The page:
How can small and medium-sized tech stay ahead of the curve?
The policies carry significant fines for non-compliance — up to 20% of sales for violating the DMA and up to 6% for violating the DSA — and the risk of being banned from acquisitions for a period or barred from operating in the EU altogether.
Xenophontos says that cross-border payment providers, like Viva Wallet, simplify the application of DSA and DMA obligations to marketplaces by providing ready-made, out-of-the-box compliant marketplace payment solutions across the whole of Europe, addressing it as a single payments space despite its legal framework fragmentation.
Ecommerce businesses could leverage the experience and know-how of payments providers who already utilise seamless and automated advanced technologies
He adds that operating in 24 different countries also makes the organisation agile in adapting to diverse markets: “Having localised products helps platforms simplify their omnichannel marketplace offerings, while meeting local regulatory requirements.”
Patel says ecommerce startups could look at the new regulations from a benefit-analysis standpoint.
“Look at potential cost savings and who’s providing your payments,” she says. “If you have an app, you can also use third-party payment providers within an app now, which you couldn’t do before.”
Sinanis agrees, saying that businesses, especially marketplaces both in the digital and offline world, should not waste time looking for legal consultation or waiting for service providers and the market to adapt — instead, they should choose a solution that can be integrated fast and with ease.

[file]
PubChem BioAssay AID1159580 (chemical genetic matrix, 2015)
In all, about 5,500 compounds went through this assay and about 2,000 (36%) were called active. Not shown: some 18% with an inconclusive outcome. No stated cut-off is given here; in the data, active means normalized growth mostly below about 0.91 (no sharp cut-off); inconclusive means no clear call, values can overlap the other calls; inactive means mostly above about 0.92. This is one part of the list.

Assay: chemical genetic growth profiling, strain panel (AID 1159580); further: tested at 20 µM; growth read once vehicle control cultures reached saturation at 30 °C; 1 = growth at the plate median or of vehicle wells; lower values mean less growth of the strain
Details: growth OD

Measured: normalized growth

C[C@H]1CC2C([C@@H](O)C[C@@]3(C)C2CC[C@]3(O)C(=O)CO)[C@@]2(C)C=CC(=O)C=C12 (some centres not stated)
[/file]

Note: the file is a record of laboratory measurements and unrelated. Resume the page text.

“Ecommerce businesses could leverage the experience and know-how of payments providers who already utilise seamless and automated advanced technologies, and have KYB processes in place,” he adds.
Paving the path for social responsibility — and growth?
Though compliance may be painful for all businesses in the short term, the experts say policies will eventually lead to a more equal and transparent landscape, making way for sustainable growth of Europe’s ecommerce ecosystem.
“The purpose of the legislation is very much around driving more innovation and creating a more competitive environment which, in the longer term, will lead to a much stronger growth profile for European tech,” says Patel.
We’ll also have to do it in a way that’s more responsible — and that’s really, really important when we think about the power Big Tech companies hold in terms of social impact, consumer behaviour, public opinion and so on
For Xenophontos, the new regulations to make ecommerce platforms more reliable for users plays to the strength of smaller players to adapt quickly. He adds even Big Tech players should be on the look-out for meaningful partnerships in order to keep up with the competition.
While it remains to be seen how the policies will be enforced practically, European laws often impact global standards — and the DMA and DSA could be the start of Big Tech being held in check, across the globe.
“Fintechs, such as Viva Wallet, are aligning product strategies to support businesses in keeping up with regulation, while meeting their growth potentials,” Xenophontos says.
Patel agrees that the regulations present an opportunity for startups to push for a competitive edge.
“We’ll also have to do it in a way that’s more responsible — and that’s really, really important when we think about the power Big Tech companies hold in terms of social impact, consumer behaviour, public opinion and so on.”